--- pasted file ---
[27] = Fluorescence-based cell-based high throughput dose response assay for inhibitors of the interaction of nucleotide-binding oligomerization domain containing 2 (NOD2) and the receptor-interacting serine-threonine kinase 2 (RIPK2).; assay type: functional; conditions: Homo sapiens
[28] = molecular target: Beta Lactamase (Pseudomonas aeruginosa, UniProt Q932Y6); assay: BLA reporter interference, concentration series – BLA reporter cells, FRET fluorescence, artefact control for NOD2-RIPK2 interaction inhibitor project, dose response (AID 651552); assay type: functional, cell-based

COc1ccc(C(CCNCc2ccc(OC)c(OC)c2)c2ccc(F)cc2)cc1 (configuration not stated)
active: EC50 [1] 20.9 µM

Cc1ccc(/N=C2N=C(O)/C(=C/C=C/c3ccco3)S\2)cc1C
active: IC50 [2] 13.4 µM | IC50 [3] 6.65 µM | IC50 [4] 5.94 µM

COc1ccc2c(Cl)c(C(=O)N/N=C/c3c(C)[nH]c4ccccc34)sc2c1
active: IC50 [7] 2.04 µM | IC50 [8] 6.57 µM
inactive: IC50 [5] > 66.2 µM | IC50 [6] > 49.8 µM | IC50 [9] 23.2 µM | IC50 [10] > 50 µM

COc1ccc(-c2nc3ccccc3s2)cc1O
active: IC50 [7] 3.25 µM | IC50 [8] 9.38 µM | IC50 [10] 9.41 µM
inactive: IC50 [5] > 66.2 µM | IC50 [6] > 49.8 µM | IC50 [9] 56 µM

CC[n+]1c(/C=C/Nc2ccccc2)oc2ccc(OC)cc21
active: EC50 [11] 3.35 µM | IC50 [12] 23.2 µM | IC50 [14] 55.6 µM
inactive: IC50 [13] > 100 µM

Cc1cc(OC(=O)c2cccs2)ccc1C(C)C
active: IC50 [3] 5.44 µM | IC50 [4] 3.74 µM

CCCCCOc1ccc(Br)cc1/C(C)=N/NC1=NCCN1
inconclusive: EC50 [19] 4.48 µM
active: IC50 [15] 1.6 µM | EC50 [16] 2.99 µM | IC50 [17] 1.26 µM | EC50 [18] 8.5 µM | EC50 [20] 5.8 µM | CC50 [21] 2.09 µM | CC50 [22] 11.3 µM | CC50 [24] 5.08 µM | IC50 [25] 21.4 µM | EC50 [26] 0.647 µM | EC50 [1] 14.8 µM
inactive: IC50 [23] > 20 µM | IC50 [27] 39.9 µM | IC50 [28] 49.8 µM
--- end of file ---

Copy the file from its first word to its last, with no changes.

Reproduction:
[27] = Fluorescence-based cell-based high throughput dose response assay for inhibitors of the interaction of nucleotide-binding oligomerization domain containing 2 (NOD2) and the receptor-interacting serine-threonine kinase 2 (RIPK2).; assay type: functional; conditions: Homo sapiens
[28] = molecular target: Beta Lactamase (Pseudomonas aeruginosa, UniProt Q932Y6); assay: BLA reporter interference, concentration series – BLA reporter cells, FRET fluorescence, artefact control for NOD2-RIPK2 interaction inhibitor project, dose response (AID 651552); assay type: functional, cell-based

COc1ccc(C(CCNCc2ccc(OC)c(OC)c2)c2ccc(F)cc2)cc1 (configuration not stated)
active: EC50 [1] 20.9 µM

Cc1ccc(/N=C2N=C(O)/C(=C/C=C/c3ccco3)S\2)cc1C
active: IC50 [2] 13.4 µM | IC50 [3] 6.65 µM | IC50 [4] 5.94 µM

COc1ccc2c(Cl)c(C(=O)N/N=C/c3c(C)[nH]c4ccccc34)sc2c1
active: IC50 [7] 2.04 µM | IC50 [8] 6.57 µM
inactive: IC50 [5] > 66.2 µM | IC50 [6] > 49.8 µM | IC50 [9] 23.2 µM | IC50 [10] > 50 µM

COc1ccc(-c2nc3ccccc3s2)cc1O
active: IC50 [7] 3.25 µM | IC50 [8] 9.38 µM | IC50 [10] 9.41 µM
inactive: IC50 [5] > 66.2 µM | IC50 [6] > 49.8 µM | IC50 [9] 56 µM

CC[n+]1c(/C=C/Nc2ccccc2)oc2ccc(OC)cc21
active: EC50 [11] 3.35 µM | IC50 [12] 23.2 µM | IC50 [14] 55.6 µM
inactive: IC50 [13] > 100 µM

Cc1cc(OC(=O)c2cccs2)ccc1C(C)C
active: IC50 [3] 5.44 µM | IC50 [4] 3.74 µM

CCCCCOc1ccc(Br)cc1/C(C)=N/NC1=NCCN1
inconclusive: EC50 [19] 4.48 µM
active: IC50 [15] 1.6 µM | EC50 [16] 2.99 µM | IC50 [17] 1.26 µM | EC50 [18] 8.5 µM | EC50 [20] 5.8 µM | CC50 [21] 2.09 µM | CC50 [22] 11.3 µM | CC50 [24] 5.08 µM | IC50 [25] 21.4 µM | EC50 [26] 0.647 µM | EC50 [1] 14.8 µM
inactive: IC50 [23] > 20 µM | IC50 [27] 39.9 µM | IC50 [28] 49.8 µM